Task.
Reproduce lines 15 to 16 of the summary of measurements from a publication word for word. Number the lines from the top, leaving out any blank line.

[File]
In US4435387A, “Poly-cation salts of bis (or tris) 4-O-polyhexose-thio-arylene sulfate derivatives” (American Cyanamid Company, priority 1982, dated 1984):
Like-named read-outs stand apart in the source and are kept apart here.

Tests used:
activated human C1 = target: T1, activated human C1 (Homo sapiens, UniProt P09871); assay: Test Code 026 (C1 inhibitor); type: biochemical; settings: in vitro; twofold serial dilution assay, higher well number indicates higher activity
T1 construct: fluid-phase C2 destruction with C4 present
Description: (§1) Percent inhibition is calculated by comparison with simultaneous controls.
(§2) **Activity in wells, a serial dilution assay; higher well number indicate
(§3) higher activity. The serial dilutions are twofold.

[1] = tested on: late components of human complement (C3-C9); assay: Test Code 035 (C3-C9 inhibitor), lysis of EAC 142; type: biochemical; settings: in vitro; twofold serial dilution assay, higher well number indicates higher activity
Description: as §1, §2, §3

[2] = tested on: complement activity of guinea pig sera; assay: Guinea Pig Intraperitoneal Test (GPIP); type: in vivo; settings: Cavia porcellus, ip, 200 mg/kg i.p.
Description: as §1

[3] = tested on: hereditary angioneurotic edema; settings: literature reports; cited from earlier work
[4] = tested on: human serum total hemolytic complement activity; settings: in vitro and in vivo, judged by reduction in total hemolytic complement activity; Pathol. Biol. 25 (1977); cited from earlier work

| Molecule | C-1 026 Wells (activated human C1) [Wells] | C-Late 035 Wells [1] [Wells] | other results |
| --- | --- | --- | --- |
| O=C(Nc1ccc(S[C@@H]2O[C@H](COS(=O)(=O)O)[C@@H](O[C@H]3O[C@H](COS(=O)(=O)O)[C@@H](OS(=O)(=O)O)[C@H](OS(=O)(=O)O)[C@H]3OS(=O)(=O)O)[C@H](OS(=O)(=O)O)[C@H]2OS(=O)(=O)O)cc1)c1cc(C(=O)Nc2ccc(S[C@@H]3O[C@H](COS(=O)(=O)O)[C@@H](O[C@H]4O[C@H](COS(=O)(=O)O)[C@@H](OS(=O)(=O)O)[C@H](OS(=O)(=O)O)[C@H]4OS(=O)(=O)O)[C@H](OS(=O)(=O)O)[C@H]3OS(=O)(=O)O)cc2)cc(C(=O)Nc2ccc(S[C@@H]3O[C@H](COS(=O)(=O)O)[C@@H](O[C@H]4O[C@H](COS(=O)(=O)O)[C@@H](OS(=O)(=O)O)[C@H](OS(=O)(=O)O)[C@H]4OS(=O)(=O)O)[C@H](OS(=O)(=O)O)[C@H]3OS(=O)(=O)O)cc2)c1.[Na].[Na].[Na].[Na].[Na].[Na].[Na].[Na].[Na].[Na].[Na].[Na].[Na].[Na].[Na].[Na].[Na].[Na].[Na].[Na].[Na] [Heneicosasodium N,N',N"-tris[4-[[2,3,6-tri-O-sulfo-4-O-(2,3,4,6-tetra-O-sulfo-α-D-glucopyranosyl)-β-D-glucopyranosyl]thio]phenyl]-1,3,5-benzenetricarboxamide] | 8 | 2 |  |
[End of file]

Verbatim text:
| Molecule | C-1 026 Wells (activated human C1) [Wells] | C-Late 035 Wells [1] [Wells] | other results |
| --- | --- | --- | --- |